"Perhaps most compelling is that we are asking schools to redesign now. And they are asking for time to make that happen. I want to be on the right side of history on this one. I want to be able to say that when I had the chance to save children’s lives, I voted yes."
Among those arguing against a one-size-fits-all mandate was Clifford, who represents much of western Kansas in District 5. She pointed out that about half of the counties in her district have fewer than 10 reported cases of COVID-19.
"I do believe we must ensure our schools are as safe and ready as possible when they open, and that students want and need to resume their education as soon as possible," Clifford said. "I don’t doubt the severity and impact of this virus. But this virus is not the same across our state. It has affected different areas of our state in varying fashions. One area may be experiencing a significant outbreak, while another is experiencing no, or very low, case numbers.
"We must be able to take advantage of those times in our own communities when we are not experiencing rising cases. Delaying school start is not without a variety of risks to students in other areas, including social and emotional health."
Clifford pointed out that there is nothing in E.O. 20-58 that could not be accomplished by any school district locally, including delaying the start of school until Sept. 9. She said allowing local leaders to make the decisions about school opening would be the most effective way to slow the spread of the virus.
"Those districts who do not feel they are ready to open can, and should, delay or consider delaying their opening," Clifford said. "It will not be the same for all districts across our state at the same time."
"Counties that have not experienced a spike in the virus may experience it at some point, and they may need the days that they would have had if they had started in August, so that they could take the break to allow the numbers to come down," said Deena Horst, whose District 6 includes much of the northeast and north-central part of the state.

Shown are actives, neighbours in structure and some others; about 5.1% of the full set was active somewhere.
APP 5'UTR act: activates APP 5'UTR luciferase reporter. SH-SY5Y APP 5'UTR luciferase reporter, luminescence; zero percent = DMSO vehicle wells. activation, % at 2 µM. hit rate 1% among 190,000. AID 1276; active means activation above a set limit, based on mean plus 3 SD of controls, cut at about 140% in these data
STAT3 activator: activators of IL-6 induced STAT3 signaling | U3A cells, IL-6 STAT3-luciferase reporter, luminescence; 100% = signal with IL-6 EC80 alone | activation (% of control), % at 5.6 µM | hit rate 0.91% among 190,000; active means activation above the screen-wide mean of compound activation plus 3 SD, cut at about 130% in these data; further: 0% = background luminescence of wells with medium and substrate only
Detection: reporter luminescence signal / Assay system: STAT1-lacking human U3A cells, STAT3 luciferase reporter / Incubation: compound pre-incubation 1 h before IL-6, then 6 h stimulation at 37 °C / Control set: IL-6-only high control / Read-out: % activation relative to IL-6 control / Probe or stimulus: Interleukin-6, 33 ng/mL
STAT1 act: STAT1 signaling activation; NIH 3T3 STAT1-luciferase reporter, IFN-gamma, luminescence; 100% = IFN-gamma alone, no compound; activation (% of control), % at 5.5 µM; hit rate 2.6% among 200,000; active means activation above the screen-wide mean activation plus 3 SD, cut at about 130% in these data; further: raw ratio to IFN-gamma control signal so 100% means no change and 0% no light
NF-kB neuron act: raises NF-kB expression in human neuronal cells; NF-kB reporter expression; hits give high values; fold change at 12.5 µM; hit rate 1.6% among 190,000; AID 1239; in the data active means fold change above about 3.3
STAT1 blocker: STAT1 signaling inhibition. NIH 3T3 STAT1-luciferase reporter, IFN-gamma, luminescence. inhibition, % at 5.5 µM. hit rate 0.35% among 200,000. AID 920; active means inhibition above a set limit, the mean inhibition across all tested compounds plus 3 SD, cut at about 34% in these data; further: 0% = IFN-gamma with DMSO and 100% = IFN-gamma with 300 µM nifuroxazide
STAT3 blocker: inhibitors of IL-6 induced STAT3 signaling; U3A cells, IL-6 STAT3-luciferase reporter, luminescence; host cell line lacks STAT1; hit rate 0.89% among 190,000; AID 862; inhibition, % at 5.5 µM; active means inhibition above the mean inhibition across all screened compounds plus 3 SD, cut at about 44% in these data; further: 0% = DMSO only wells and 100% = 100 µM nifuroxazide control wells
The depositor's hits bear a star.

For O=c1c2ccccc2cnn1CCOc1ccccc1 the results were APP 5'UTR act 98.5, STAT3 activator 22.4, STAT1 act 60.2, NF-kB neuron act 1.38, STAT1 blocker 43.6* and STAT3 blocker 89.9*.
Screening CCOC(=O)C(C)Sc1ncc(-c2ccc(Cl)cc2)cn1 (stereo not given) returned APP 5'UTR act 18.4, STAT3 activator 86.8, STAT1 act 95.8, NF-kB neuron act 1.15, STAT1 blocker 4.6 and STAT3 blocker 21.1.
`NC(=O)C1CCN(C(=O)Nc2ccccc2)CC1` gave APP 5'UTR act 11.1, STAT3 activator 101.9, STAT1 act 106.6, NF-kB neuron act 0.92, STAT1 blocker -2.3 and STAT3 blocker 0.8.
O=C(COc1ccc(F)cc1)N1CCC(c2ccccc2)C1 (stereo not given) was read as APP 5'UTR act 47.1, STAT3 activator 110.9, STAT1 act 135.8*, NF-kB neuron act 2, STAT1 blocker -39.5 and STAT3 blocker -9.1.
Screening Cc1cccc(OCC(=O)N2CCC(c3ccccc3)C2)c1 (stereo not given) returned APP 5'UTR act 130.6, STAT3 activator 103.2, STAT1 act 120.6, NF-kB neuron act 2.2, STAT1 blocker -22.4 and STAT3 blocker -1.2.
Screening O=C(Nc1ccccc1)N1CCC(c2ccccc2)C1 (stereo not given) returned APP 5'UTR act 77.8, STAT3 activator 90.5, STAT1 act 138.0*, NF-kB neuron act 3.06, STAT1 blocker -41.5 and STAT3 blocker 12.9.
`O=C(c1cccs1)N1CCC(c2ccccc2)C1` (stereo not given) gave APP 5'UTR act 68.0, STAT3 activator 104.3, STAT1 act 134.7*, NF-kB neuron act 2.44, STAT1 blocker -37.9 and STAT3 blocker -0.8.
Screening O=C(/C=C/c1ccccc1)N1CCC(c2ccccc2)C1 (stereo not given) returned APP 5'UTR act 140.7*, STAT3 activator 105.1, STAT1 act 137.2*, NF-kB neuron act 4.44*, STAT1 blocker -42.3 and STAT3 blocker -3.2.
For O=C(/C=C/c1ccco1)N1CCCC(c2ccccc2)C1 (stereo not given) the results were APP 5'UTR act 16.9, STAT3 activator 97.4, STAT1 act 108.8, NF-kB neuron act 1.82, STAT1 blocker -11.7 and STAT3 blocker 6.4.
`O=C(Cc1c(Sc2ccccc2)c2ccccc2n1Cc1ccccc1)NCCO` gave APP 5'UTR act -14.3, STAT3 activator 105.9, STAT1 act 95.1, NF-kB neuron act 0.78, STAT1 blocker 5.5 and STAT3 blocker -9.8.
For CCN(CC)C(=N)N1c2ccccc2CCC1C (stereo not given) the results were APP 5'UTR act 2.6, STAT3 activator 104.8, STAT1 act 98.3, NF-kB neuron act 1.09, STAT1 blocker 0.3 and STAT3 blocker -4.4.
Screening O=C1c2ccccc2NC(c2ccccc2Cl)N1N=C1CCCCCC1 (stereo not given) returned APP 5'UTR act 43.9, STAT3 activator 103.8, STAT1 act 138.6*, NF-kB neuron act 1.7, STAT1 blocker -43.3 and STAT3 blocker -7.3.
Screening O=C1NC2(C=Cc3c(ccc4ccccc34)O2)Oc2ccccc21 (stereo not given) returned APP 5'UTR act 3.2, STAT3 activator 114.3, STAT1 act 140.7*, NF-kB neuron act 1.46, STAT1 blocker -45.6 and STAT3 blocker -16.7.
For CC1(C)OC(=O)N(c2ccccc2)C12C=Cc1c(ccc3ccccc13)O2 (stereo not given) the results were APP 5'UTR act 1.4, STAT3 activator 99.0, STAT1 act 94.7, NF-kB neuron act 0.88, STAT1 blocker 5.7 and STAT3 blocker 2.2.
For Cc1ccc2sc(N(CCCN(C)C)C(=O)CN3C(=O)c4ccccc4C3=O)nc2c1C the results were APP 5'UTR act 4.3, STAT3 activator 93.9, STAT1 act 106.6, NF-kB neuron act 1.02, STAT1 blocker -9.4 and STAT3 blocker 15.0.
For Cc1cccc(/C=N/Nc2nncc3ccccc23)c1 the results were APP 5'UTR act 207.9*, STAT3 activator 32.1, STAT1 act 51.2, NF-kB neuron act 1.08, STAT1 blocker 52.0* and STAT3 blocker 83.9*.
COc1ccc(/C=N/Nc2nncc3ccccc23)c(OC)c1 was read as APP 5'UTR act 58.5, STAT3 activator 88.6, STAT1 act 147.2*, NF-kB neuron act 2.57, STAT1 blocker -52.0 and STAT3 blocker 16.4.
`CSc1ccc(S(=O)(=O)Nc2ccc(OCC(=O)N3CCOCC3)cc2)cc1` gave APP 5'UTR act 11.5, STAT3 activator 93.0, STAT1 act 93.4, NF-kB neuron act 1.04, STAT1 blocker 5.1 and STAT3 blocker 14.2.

Speaking on behalf of the governor, Lawrence pointed to rising numbers of cases of COVID-19 in Kansas. He said that delaying the start of school could slow the spread of the virus and protect the health of adults who work in schools. He added that giving schools a few extra weeks to prepare would ensure effective instruction when schools reopened. And he said giving all schools across the state a fixed start date would give working parents and employers more ability to plan time off from work, child care and supervision of students learning virtually.
Norman pointed to evidence that children and students are contracting and passing COVID-19 at higher rates than before. He said the average age of individuals who test positive for the virus is now 39. He said students over the age of 10 are more prone to transmit the virus than those younger.
"Schools are not a safe island in an unsafe community," Norman told the board.
Opponents of the order pointed to statements by health experts who stress the importance of in-school learning. They said the damage to mental and emotional health, and the lack of socialization, shouldn’t be discounted when considering the wellbeing of children. Horst said much of the communication she received about the governor’s mandate focused on these issues.
"Many of my emails mention student hunger, learning gaps, mental issues other problems that children are experiencing because they have not been in school for such a long time," Horst said. "Obviously, the longer they are out of school, the greater those problems become. My belief is that we have to provide an immediate protection for those children whose lives are more negatively impacted by not being in school instead of not being impacted by the virus."